It was only a trickle, but I never felt so happy to see such a lame water source in my life. I finished drinking the last of my water, then filled up a one-liter bottle with water. When I looked in it, it was a solid brown color. Bleh! I poured out the water and tried again, this time using a cloth to pre-filter the water first. The water looked a lot better this time, and I drank the whole thing within minutes without any further treatment. It was only a little after 10:00 in the morning, but it was time for a lunch break. The next water source was a long way off, and I needed to rehydrate anyhow. I wanted to stay near the water for hours and hours, resting in the shade. So that's what I did.

About a half hour later, I heard some people talking upstream. Probably Morph and Moonshadow, since I knew they were immediately behind us, and I shouted down for them to keep going--there was free-flowing water nearby, and those two joined our water club as well.

I waited for a good four hours, drinking three liters of water before hitting the trail again. It was the first time I had a chance to chat with Moonshadow on this hike, and it was nice catching up to her since I remembered her from our 2003 Appalachian Trail hike. Morph also hiked with us in 2003, but I had seen him several times starting in Idyllwild. Moonshadow I kept seeming to miss all the time. A bit later, another hiker I'd never met before named Danny caught up with us around the spring.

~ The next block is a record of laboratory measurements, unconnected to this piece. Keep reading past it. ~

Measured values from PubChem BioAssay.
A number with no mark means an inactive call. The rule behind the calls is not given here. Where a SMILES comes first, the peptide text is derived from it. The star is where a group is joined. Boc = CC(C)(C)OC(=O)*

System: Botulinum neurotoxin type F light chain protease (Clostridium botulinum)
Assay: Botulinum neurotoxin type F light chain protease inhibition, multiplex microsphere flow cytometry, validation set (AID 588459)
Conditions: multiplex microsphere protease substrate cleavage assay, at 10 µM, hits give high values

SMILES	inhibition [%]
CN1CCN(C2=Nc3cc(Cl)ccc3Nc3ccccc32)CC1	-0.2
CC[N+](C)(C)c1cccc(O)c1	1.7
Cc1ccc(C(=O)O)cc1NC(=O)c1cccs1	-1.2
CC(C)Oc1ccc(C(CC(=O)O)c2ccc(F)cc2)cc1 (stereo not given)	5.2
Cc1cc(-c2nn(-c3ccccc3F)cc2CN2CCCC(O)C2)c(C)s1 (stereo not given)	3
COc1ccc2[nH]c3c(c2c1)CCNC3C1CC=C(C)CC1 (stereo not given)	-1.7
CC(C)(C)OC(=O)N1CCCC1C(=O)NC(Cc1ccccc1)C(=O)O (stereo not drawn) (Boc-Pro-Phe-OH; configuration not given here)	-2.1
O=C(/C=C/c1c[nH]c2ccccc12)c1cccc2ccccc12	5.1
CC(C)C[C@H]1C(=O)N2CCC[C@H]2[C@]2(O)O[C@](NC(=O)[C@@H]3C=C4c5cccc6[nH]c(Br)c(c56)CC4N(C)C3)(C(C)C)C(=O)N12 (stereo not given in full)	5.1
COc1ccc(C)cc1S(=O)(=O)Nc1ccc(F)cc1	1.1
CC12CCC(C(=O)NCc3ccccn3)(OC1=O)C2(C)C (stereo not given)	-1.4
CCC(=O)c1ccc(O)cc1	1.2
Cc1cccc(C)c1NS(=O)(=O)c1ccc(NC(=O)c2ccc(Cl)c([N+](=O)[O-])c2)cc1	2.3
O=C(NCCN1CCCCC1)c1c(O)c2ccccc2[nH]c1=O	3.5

All all eventually headed back up to the trail. We all swore that the spring seemed like it was 1 1/2 miles off the trail, not a mere 0.6 miles, so Morph checked the distance on his GPS and I timed my walk to calculate the distance, and we all concluded that yes, it really was only 0.6 miles off the trail. It seemed a lot longer than that on the way down, but then we were all severely dehydrated at that point which probably affected our sense of distance.

I hiked another seven or eight miles to a shelter--one of the few shelters along the PCT--for the night. It was a wonderful, fast-flowing spring, a nice stop for the end of a 20-mile day. I didn't stay in the shelter, electing to cowboy camp outside where the air seemed less stagnant. Another day, another adventure.

In August, I'll be participating with Amanda in the Washington Trail Association's Hike-a-Thon. If you haven't already, please consider sponsoring us. (Especially me!) The folks do great work helping to fix up and maintain trails such as the Pacific Crest Trail and help make thru-hikes such as mine possible. If you enjoy reading this blog, consider giving something back to the trails that make it possible. Thanks!

1 comment:

wassamatta_u said...

Your "Kingdom", eh? *rubbing chin in contemplation*